John Sisk did not arrive at Georgia Tech with bravado. The walls of the Yellow Jackets' weight room underneath the Bobby Dodd Stadium stands do not bear signs repeating his mantras. Tech players aren't walking around with slogans on T-shirts.
"Not right now," said Sisk, Tech's new strength and conditioning coach. "Just work. That's the big thing, just work."
Sisk is about a month into his new job, having started in late May as a replacement for Neal Peduzzi, who left Tech to train special forces in the U.S. Army. Hired from Furman after a nine-year run heading Vanderbilt's strength program, Sisk has joined the preparations for the coming season in full gallop while also attempting to implement his philosophy.
"I'm trying not to revamp the whole deal right now, [just] adding things in and learning the kids, learning where we're going," Sisk said.
Nose tackle T.J. Barnes has given his approval. Barnes began to come in two afternoons each week to lift with Sisk on top of the five weekly morning team sessions.
"I've taken a whole new approach to it than I have in the past couple of years, especially talking to coach Sisk," Barnes said. "He has me believing I can do amazing things."
Sisk, 42, takes an approach that adjusts training by position, individual and class. A quarterback should have a different workout than a linebacker. A fifth-year senior should train differently than a freshman. A veteran team may need different challenges than a young one. Further, Sisk said he's not one to "chase numbers," having players achieve measurable strength gains for their own sake.
He has a backer in former Vanderbilt coach Bobby Johnson, who hired Sisk away from Clemson after they had worked together at Furman. Johnson gave a strong endorsement to Tech coach Paul Johnson, a good friend.
"He doesn't make weight lifters," Bobby Johnson said. "He makes better football players."
To that end, Sisk places an emphasis on developing attributes such as grip strength, flexibility and explosion off one and two feet. Conditioning is paramount. In July, as the start of preseason practice nears, he will shift the focus to conditioning and intends to move workouts to the afternoon and evening to train in the summer heat. To Sisk, a better conditioned player will practice better and, as a result, play better.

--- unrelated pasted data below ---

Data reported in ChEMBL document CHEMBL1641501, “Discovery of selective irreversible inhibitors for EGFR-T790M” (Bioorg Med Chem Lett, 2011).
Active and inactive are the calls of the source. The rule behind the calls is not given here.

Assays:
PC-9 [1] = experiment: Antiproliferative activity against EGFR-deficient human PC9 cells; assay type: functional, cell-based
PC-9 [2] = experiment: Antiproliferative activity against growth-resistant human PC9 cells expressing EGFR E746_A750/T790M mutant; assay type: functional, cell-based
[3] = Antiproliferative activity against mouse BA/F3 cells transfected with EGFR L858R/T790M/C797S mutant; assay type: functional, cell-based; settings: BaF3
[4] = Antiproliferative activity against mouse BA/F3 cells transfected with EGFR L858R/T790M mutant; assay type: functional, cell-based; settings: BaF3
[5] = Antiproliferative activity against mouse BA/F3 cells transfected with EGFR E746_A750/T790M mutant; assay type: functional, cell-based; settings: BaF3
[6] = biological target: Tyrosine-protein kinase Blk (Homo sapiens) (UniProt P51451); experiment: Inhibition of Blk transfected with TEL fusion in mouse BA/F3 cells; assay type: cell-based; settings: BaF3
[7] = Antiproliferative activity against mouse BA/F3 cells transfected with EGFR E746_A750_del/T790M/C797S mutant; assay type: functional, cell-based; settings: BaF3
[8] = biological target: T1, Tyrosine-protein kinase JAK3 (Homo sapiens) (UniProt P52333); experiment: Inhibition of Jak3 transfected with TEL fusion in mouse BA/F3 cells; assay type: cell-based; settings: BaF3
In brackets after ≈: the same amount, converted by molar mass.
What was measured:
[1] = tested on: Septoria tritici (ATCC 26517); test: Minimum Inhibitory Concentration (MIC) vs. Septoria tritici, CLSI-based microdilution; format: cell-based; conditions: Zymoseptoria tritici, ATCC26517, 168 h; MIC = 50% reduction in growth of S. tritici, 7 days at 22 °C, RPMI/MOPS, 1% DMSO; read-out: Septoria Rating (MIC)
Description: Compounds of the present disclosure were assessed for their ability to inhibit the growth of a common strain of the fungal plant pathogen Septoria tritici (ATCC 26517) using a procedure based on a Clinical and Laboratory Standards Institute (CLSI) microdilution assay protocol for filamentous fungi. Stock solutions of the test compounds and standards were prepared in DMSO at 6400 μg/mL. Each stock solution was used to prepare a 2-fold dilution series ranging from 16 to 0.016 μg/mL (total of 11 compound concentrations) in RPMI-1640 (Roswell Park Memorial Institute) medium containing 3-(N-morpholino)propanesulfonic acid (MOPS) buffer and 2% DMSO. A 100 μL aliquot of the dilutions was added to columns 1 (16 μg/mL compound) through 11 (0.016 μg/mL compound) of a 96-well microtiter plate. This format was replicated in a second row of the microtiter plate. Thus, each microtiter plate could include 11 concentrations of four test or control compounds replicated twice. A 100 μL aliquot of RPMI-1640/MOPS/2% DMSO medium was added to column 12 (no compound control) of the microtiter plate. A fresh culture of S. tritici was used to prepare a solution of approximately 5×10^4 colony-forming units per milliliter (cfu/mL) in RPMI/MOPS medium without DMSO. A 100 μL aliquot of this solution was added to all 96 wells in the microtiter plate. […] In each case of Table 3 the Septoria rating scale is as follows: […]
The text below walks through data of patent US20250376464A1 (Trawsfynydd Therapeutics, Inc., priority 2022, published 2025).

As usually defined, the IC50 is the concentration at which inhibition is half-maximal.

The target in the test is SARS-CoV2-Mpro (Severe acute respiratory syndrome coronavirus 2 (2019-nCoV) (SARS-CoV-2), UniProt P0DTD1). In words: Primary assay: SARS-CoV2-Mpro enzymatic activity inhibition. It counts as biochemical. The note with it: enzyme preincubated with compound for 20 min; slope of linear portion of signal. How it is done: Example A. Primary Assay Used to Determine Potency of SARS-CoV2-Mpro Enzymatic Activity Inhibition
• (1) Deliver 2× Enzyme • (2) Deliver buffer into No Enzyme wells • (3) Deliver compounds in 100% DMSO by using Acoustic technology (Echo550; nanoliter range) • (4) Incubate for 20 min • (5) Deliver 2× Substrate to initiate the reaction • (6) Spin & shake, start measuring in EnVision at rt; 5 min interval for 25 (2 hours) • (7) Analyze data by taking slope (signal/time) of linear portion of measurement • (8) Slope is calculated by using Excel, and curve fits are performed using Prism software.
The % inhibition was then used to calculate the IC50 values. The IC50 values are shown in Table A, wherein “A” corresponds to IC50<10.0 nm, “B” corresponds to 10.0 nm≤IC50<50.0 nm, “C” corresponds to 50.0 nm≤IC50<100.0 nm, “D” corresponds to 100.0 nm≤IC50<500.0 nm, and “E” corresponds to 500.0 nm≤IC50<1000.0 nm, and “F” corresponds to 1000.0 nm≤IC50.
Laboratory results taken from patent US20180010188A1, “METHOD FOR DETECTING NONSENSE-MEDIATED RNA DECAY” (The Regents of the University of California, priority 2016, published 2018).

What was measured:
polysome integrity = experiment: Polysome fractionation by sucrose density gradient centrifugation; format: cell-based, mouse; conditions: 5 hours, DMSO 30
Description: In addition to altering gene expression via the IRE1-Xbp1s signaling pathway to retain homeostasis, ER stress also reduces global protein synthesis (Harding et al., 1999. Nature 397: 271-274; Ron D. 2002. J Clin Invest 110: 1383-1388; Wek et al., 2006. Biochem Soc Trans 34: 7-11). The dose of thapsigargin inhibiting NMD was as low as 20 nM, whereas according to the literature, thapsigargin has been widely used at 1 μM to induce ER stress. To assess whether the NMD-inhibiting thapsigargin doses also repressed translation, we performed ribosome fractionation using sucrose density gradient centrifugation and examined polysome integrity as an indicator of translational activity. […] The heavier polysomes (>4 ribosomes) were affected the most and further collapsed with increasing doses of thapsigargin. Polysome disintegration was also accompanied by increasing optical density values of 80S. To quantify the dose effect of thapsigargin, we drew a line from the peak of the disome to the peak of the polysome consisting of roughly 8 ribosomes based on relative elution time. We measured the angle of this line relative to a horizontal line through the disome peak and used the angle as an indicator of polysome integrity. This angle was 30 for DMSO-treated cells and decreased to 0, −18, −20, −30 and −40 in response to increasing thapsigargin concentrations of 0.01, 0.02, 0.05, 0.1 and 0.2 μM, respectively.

Sisk said he has been impressed with the work Tech players have put in thus far, but believes they can do better. The Jackets lost five of their last seven games of the 2011 season and were outscored 48-14 in the fourth quarter of those seven games. Paul Johnson has mentioned the need to finish better.
Conditioning "is huge," Sisk said. "I think we're amping that up a little bit, ramping that up from where they've been in the past."
One of the best things Sisk did at Vanderbilt, Bobby Johnson said, was organize players into about eight teams and have them compete throughout winter workouts. It spurred players' competitive drives and made teammates beholden to each other.
"When you have them competing every day, it's a whole lot harder to goof off," Johnson said.
Sisk developed camaraderie to the point that the Vanderbilt weight room became the de facto players lounge. Chicago Bears quarterback Jay Cutler used to return to Vanderbilt to hang out with Sisk and, in fact, shelled out for professional-wrestling belts that adorn plaques that list the winners of the weight-room competitions. (Sisk is a professional-wrestling junkie, favoring Ric Flair.)
Tech players already have warmed up to their new coach. Quarterback Synjyn Days likes how Sisk gets players amped up with loud music and motivational pep talks.
"I love his enthusiasm," said Days, who noted that he appreciates that Sisk doesn't use profanity.
Two of Sisk's star pupils at Vanderbilt are now Chicago Bears, Cutler and offensive lineman Chris Williams, Vanderbilt's only first-round NFL draft picks since 1986. Cutler added about 40 pounds over his college career and increased his bench press to 400 pounds. Williams arrived at Vanderbilt weighing 245 pounds and left as the No. 14 overall pick of the 2008 draft, having developed to a lean 320 pounds.
"It was his job, but you felt like everything was so personal," Williams said. "We were his kids. Everything was just about developing each guy to be the best player they could be and getting him to the next level."
It's probably a little long for a T-shirt, but it's a good place to start.